Nearly 600 specimens have been discovered and collected from the site over the past couple of years already despite the fact that only a small fraction of the site has been explored (The University of Manchester, 2019). The expedition will be excavating through a variety of geological past environments at the field site including a “river and flood plain setting and another that records a marine history” (Amos, 2019).
‘Mission Jurassic’ should hopefully uncover not only more dinosaur fossils but fossils of other life from the Jurassic as well including crocodiles, lizards, turtles, plants and much more. The result of which will not only lead to more fossils and bones being transported to museums for clean up and display, it will also lead to more research and better understanding of what life was like during the Jurassic period some 163 million years ago.
The Badlands of Wyoming has always been a major dinosaur fossil locality I have wanted to visit ever since I was a child. In my palaeontology & me article I shared about what fossil field sites I would like to do fieldwork at one day. The Morrison Formation in particular is such a gold mine of fossil discoveries that I just have to spend some time there. Having seen documentaries of fieldwork taking place in the formation in the past there is so much history to discover and uncover that just to be able to set foot on the formation would fill me with utter joy, let alone finding anything fossilized! Just to able to take a moment to take in the environment and think about how it might have looked millions of years ago, it would be such an incredible experience.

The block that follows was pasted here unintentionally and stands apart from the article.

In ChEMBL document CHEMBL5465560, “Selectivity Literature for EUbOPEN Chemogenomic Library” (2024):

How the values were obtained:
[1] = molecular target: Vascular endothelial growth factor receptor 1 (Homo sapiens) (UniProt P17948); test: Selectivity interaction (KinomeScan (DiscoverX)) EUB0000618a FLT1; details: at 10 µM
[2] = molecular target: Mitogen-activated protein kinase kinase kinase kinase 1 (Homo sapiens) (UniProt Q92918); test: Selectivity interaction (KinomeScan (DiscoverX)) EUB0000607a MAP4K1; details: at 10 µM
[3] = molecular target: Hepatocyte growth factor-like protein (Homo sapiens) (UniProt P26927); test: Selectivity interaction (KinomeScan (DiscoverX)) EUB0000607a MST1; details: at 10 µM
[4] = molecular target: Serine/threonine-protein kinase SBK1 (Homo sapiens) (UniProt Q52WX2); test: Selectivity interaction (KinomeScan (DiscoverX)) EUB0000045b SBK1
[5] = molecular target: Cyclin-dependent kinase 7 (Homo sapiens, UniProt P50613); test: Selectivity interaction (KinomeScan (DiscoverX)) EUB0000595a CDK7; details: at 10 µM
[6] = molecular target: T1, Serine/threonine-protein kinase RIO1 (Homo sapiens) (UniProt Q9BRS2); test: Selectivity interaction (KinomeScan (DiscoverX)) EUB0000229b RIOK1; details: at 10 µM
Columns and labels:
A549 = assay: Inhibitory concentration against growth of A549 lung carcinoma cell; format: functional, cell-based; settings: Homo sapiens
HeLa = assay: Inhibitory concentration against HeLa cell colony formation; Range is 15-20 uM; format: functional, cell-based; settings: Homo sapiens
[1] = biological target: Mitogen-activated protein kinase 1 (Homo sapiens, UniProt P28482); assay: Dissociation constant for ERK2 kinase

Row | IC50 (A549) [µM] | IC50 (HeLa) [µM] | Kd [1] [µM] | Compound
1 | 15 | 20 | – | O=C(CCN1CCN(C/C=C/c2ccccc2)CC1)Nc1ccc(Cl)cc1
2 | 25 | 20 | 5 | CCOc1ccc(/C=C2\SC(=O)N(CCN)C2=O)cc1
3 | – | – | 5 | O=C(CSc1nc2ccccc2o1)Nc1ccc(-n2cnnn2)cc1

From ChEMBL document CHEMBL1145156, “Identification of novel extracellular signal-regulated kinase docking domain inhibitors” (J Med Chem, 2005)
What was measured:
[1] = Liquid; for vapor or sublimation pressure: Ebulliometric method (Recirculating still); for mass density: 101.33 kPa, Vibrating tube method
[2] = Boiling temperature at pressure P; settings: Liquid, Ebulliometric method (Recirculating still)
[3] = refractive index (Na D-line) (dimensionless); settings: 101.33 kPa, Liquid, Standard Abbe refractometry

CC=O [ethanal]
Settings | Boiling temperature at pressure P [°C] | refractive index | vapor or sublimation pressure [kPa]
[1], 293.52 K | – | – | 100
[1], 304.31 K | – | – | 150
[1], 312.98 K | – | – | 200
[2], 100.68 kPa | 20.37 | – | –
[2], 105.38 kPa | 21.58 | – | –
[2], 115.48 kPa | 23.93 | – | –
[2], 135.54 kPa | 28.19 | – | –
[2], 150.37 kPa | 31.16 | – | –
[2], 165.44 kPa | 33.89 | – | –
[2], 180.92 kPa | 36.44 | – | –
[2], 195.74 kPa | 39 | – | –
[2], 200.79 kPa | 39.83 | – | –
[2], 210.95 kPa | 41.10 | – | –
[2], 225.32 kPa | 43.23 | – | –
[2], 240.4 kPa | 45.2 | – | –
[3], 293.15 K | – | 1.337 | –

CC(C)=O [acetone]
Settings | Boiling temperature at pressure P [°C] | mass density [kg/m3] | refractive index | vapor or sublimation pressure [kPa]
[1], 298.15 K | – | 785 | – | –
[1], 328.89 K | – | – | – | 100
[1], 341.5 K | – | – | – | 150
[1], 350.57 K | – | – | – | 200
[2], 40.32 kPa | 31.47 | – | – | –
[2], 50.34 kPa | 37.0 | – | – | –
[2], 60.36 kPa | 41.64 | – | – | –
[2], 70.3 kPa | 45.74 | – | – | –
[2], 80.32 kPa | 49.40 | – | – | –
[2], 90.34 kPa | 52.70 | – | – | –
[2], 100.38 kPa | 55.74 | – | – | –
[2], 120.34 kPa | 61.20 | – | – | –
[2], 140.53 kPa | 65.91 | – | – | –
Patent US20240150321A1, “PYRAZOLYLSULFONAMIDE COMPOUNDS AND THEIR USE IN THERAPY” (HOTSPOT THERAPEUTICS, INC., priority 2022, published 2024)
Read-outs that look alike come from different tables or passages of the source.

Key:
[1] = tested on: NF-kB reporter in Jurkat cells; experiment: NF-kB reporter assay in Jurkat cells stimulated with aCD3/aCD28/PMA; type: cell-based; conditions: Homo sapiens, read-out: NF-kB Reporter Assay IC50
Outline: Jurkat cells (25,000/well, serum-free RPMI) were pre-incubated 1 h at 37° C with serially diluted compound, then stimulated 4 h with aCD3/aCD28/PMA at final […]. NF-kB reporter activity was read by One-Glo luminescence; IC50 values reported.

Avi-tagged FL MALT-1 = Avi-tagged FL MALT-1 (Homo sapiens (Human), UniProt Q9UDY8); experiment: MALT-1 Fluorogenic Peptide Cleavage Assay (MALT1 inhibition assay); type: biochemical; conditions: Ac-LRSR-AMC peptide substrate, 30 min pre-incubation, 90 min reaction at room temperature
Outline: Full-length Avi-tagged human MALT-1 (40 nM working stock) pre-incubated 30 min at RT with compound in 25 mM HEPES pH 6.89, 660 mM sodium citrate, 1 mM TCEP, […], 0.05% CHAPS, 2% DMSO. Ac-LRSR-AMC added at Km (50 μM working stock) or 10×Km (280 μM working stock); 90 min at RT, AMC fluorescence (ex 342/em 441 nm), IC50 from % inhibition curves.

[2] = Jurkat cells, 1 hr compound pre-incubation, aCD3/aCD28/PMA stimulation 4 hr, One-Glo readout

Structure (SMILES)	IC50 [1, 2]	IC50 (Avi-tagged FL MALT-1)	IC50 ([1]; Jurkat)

I hope you have all enjoyed this article giving my thoughts on the really interesting fieldwork that will be taking place in June in the Morrison Formation. Wyoming still has so many dinosaur fossil discoveries to offer so it is really fantastic to see this project be funded and the amount of team work taking place in ensuring it can go ahead. Truly inspiring! I am planning on writing my next article for Jurassic Finds in late April so you can look forward to my next article then. In the mean time you can catch up with all my previous articles on Jurassic Finds here.
Amos J. (2019) ‘Mission Jurassic’ dinosaur hunt to get under way, [online] BBC News, Available from: https://www.bbc.co.uk/news/science-environment-47684989 [Accessed 30th March 2019]
The University of Manchester (2019) Unearthing the secrets of the American ‘Jurassic Mile’, [online] University of Manchester, Available from: https://www.manchester.ac.uk/discover/news/unearthing-the-secrets-of-the-american-jurassic-mile/ [Accessed 30th March 2019]